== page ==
Perennials bought at retail outlets, such as garden centers and hardware stores, as well as many plants purchased through mail-order companies, are usually packed in pots or cell packs. (Some mail-order plants are shipped bare-root.)
Potted perennials are described and priced by their pot diameter. Smaller containers (cell packs) are usually made of plastic and joined together in groups of four or six with each cell containing an individual plant. Sometimes cell packs consist of biodegradable material. That means you can set the plant undisturbed directly into the soil.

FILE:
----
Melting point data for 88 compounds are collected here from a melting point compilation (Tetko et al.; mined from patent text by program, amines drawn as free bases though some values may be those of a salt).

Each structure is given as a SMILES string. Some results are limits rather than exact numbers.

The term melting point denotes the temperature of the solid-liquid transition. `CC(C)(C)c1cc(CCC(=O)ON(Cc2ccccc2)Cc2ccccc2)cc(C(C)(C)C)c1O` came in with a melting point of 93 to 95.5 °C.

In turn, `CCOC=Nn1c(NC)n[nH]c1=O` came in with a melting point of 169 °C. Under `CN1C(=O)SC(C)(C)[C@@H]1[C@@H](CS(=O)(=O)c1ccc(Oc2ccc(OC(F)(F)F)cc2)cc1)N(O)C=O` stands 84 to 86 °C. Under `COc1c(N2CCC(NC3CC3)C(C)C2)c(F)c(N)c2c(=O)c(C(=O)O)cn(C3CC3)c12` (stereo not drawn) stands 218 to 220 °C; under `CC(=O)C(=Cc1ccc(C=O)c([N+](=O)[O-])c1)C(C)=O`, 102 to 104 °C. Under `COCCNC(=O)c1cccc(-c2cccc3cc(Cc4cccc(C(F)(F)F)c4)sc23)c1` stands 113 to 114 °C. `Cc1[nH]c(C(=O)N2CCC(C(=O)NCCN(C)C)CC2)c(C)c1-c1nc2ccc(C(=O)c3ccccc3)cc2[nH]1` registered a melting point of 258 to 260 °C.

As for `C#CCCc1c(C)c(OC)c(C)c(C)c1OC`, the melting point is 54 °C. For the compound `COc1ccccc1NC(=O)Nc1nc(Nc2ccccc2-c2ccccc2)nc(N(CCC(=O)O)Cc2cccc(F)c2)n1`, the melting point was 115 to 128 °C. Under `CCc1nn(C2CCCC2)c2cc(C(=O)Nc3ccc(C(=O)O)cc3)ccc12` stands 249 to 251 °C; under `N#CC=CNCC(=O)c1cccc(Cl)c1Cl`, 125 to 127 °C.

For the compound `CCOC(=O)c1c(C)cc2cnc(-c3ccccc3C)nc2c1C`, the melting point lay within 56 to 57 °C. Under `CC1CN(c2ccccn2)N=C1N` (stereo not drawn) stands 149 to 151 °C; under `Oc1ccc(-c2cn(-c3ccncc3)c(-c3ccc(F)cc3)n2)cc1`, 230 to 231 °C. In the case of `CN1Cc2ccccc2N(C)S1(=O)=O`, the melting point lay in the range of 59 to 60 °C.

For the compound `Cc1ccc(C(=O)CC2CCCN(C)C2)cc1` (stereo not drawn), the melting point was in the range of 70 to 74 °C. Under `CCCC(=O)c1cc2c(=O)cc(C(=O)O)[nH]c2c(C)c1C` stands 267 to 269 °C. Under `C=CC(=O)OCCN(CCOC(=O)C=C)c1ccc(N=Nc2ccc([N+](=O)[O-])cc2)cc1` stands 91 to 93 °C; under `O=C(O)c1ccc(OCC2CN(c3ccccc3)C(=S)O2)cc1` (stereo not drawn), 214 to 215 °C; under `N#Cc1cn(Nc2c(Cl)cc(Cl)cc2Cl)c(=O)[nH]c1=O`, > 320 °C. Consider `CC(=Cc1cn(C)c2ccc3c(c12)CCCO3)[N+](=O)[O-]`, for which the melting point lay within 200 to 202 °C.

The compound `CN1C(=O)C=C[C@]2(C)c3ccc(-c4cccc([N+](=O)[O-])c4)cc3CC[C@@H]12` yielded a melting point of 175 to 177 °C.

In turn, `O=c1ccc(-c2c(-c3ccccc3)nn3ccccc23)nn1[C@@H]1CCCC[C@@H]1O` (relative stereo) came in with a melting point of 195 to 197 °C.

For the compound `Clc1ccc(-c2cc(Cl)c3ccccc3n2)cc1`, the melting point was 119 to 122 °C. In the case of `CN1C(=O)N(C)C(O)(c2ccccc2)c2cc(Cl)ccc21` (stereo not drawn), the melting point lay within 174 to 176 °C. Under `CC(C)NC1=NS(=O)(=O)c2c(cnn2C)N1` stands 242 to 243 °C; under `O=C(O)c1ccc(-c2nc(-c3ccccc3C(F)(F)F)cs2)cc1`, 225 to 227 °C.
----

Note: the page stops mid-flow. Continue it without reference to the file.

Perennials are also sold in undivided flats that are the size of six-cell packs. They generally contain many seedlings, which must be pulled apart before they can be planted; roots are often broken in the process. Unless you have no other choice, avoid buying perennials that are packaged in this manner.
Obviously, when you buy nursery plants through the mail you incur shipping costs. These costs are lower if the plant and the container are small; this is one of the reasons why most mail-order nursery plants are sold in cell packs rather than pots.
Continued on page 2: How to Plant